Embrace Technology to Enhance Teaching and Learning emerged as the fourth theme. A variety of technology was used, including movie clips, games, i>clickers®, texting, simulations, online assignments and discussion, wikis, and podcasting.
Many respondents (n = 69) used quantifiable terms in replying to the question, “To what extent are you able to practice your preferred teaching approach and/or strategies when teaching ASBSN students?” Ninety percent indicated they were able to do so most of the time or always. One respondent stated, “We have complete freedom to design and deliver our course content and use whatever teaching approaches or strategies we want to use.”
Three themes emerged when respondents were asked, “How have your teaching approaches and/or strategies changed throughout your ASBSN teaching experience?” (Table). Some respondents indicated no change. Comments from others supported the second theme, Incorporated More Technology. One respondent said, “Technology has changed things a lot”; others indicated that students can go online and review procedures, look up medications and diseases, and write and deliver evaluations. Another said, “I have begun course casting lectures, but not sure if this helps or not. The students ‘like’ it, but I like chocolate ice cream, too.”
Increased Student Engagement emerged as a third theme. One respondent stated, “I still use the same strategies but have increased the level of class participation simply because they respond well when asked questions.” Another respondent reported, “Slowly I am working on more interaction, rather than lecture,” and another said, “When I first started teaching, I was more of a mother hen…. I have become more relaxed…and I have more dialogue with them.”
Noting the compressed time frame of ASBSN programs and the nontraditional status of the students, respondents were asked to describe strategies they used to promote the socialization and professional formation of the students. Five themes emerged (Table). The first theme, Role Model Professional Nursing, is an approach that requires direct and explicit faculty action. One respondent stated, “Seeing and doing and feedback…are the most effective means.” Another said, “I try to help them learn the identity of the nurse by talking about the role models or clinical examples of professionalism they see in clinical staff.”
In the other four themes, promoting socialization and professional formation requires an active, engaged student. Numerous examples supported the second theme, Connect Students with Structured Professional Activities. Students participated in nursing student organizations, professional meetings, honor societies, and local conferences.
Facilitate Interactive Student Discussions emerged as the third theme. Respondents reported that they “frame discussions from the standpoint of what it means to think like a nurse” and “increased communication among students—comparing what they did in their previous ‘life’ and what is going to be different now.” The fourth theme, Integrate Group Work, was supported by the following comments: (a) “Group presentations help the student live through the experience of working together, facing their peers and trying to communicate an idea” and (b) “I foster ‘team work’ early on…. It is difficult to succeed without working together, as the ‘best patient care’ sometimes is accepting and trying new ideas that will work for each patient.”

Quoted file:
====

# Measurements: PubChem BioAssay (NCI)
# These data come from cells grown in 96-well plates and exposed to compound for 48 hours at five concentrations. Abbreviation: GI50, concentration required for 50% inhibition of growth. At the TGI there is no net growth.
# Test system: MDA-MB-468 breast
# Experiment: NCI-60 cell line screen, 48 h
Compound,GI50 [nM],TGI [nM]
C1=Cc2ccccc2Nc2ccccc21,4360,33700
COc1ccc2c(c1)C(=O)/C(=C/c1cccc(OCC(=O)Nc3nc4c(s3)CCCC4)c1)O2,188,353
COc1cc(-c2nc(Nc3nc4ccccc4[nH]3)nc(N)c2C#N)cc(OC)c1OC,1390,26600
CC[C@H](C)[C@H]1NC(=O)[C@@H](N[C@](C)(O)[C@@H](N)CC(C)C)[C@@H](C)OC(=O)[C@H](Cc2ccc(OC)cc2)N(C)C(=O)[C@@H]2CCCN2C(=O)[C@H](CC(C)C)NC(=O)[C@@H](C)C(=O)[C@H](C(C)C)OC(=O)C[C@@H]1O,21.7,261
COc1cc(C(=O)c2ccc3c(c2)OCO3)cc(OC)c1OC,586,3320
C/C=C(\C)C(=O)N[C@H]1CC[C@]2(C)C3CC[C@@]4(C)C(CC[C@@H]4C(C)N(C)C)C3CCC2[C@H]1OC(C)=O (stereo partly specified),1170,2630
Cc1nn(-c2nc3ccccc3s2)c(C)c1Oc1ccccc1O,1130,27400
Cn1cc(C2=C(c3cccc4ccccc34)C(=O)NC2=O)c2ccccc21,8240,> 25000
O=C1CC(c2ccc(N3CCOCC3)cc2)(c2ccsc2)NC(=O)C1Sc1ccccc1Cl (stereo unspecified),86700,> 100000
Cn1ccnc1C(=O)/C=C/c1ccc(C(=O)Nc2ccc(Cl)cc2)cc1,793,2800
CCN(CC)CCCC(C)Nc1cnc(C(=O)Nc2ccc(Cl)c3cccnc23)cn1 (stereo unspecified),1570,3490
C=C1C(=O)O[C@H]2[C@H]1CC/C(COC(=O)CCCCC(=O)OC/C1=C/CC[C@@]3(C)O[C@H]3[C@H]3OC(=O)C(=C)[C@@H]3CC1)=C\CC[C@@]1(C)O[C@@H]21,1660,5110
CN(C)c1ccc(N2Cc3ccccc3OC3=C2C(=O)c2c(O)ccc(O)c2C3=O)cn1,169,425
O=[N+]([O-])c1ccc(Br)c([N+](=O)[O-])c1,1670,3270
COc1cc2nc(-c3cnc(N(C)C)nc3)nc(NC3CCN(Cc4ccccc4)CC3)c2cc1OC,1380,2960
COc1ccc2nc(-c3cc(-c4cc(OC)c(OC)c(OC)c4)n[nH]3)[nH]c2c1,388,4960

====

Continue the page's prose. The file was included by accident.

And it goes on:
Support a Relationship-Based Group Identity emerged as the final theme. One respondent stated, “The accelerated [students] stay very closely knit with their cohort.” Another said, “They know what they need—our job…is to provide the right environment and support for them.”
When respondents described strategies they used to integrate students’ first degree, two opposing themes emerged: (a) I Don’t, or I Don’t Because and (b) I Do, and Let Me Tell You How (Table). Demonstrating the first theme, one respondent reported, “I don’t believe we do this AT ALL.” Others provided reasons they did not, which included a lack of time, the first degrees are too varied, the classes are too large, little correlation exists between the first degree and nursing, and faculty in other courses take on this responsibility.
In contrast, other respondents described various strategies to help students integrate their first degrees. Faculty provided numerous examples:
- [If a student was a “dietetic” major,] I try to have them include that knowledge in doing a dietary assessment. For a student with a previous engineering degree, I would ask how they might redesign a nursing work station. For a student with a [bachelor’s degree] in psychology, I would ask for them to apply psych concepts to the [medical–surgical] patient.
- A Hospitality and Tourism degree is easily integrated into “customer service” in nursing.
- [A former optometry assistant] supplemented my lecture and helped her peers with the hands-on application.
Finally, respondents provided additional observations about their ASBSN teaching experiences. Although this item fell at the end of a lengthy survey, 36 faculty responded. Nearly one third of the faculty supported the single theme that emerged: I Like It, I Love It, I Enjoy the Challenge of It (Table). Respondents said, “I relish the challenge they [students] provide to my teaching, they keep me on my toes!” and “Teaching ABSN is some of the most gratifying work I’ve ever done.” Another said “Be prepared to live it 24-7-365…. You either love it or hate it. I happen to love it.”
A large sample from a broad geographic area provided varied and richly detailed data about ASBSN teaching. Consistent with findings from the first component of this study (Brandt et al., 2013), themes in this analysis also indicated that ASBSN students are motivated and engaged in their learning. Data analysis in both study components confirmed challenges associated with ASBSN programs’ fast pace.
Sometimes there is a perception that accelerated nursing education does not meet the same standards as traditional education. Bowie and Carr (2013) indicated that: